Herman Wise – Deep South Sprinter

Herman Wise sits in the Super Modified that he drove from 1964 through 1966. He built the car from scratch.

By Mike Bell
Posted in Feature Stories 7/7/11

Before the Swindell brothers and Bobby Davis Jr. left Memphis for the Outlaw Trail; before Rickey Hood invaded Indiana and won his USAC titles; and before the ageless Frank Riddle drove up from Florida to show his physical prowess by winning the Little 500 in Anderson, Indiana, there was a deep South driver who invaded sprint car country and was successful.

Herman Wise, born in North Carolina and raised in Northeast Georgia first showed the USAC drivers how good southern drivers are, went on to win the Little 500 in 1971, and won at what was called then, and still is now, the toughest weekly sprint car circuit in this country, Central Pennsylvania.

Where did Herman get the credentials to do battle on these tough circuits? He was almost born on the Fourth of July (July 6, 1937) in Asheville, North Carolina, moonshine and racing country. In the late forties, Herman’s father died and his mother became a teacher at Toccoa Falls Bible School in the northeast Georgia town of Toccoa, moving Herman and the family there.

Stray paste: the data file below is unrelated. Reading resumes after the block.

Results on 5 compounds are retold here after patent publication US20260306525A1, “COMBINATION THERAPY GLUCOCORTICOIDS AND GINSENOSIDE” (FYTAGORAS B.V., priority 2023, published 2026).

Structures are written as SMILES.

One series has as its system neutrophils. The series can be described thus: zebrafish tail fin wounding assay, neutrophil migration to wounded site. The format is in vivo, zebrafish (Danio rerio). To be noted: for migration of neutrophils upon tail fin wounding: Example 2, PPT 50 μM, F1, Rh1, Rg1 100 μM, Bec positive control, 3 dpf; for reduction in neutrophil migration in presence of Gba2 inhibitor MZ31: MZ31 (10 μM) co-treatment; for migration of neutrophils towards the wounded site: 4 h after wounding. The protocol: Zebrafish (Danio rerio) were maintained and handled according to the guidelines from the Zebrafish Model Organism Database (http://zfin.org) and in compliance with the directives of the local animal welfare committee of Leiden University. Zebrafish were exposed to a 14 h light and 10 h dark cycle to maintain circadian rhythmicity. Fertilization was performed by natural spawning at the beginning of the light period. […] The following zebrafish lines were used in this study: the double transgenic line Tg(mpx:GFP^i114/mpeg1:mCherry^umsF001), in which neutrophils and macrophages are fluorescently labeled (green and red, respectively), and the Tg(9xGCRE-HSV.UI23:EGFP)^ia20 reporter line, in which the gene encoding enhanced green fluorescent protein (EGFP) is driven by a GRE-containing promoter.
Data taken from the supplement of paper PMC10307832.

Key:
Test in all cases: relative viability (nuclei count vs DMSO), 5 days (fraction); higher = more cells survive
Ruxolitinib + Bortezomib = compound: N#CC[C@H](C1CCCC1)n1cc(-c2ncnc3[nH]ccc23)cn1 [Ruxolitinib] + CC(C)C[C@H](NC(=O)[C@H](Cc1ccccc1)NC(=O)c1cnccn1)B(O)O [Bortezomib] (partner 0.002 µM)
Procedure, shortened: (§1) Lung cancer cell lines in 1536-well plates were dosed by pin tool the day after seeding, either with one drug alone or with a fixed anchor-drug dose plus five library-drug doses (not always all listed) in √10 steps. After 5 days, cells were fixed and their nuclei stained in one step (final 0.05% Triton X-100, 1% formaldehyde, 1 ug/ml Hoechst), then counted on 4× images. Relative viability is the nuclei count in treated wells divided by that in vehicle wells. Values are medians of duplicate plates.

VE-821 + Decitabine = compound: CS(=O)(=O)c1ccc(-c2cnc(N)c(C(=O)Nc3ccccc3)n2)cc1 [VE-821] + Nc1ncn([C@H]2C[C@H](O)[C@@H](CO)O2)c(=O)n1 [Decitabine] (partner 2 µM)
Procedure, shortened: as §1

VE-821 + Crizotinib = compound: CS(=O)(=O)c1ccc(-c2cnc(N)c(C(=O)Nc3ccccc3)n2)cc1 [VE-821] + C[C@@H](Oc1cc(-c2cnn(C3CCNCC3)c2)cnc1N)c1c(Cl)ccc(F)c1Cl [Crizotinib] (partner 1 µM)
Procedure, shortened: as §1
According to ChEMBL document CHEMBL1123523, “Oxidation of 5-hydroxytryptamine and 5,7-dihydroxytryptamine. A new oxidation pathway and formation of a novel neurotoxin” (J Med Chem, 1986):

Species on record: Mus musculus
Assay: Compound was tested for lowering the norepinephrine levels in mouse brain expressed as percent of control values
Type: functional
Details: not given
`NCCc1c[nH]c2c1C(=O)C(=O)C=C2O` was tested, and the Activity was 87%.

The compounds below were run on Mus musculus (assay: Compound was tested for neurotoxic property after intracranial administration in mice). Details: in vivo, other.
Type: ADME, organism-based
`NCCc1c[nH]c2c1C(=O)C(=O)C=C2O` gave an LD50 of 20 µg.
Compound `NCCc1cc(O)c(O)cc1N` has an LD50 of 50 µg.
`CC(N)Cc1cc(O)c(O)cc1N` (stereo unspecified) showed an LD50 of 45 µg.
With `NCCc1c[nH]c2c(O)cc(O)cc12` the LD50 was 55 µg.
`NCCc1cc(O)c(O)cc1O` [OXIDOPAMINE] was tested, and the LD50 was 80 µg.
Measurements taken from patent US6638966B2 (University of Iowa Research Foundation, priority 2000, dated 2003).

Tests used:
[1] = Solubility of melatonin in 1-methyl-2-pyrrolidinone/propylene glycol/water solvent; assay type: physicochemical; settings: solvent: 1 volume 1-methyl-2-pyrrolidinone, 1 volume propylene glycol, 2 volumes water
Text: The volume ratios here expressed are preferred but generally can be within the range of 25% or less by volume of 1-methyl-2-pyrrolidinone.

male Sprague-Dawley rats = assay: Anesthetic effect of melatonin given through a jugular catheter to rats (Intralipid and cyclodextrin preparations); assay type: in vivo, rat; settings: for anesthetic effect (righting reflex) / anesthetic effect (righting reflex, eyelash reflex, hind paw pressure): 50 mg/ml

As a teenager, Herman hung around Sam Brown’s Body Shop in Toccoa with friends Sam Sosebee and Jabez Jones. Racers would ride by all the time. One was Sam Elrod, who towed his 1956 Ford by as he went to race at Darlington in the Southern 500.

Finally, Herman and Jabez went to Gainesville, Georgia Speedway (which is now under the waters of Lake Lanier) to see Herman’s first race, but Mother Nature intervened with a rain shower. After that, Herman was a pit crewman for his good friend Jabez Jones. This went on for about a year before Herman bought a 1936 Ford. He stripped down the body and painted it, but for the sake of a marriage and a move to Foley, Alabama, that car went to someone else.

Foley is a small farming town in that part of the state called L.A. – Lower Alabama – between Mobile, Alabama and Pensacola, Florida. Of course, Herman found his way to Five Flags Speedway and a completed 1940 Ford coupe.

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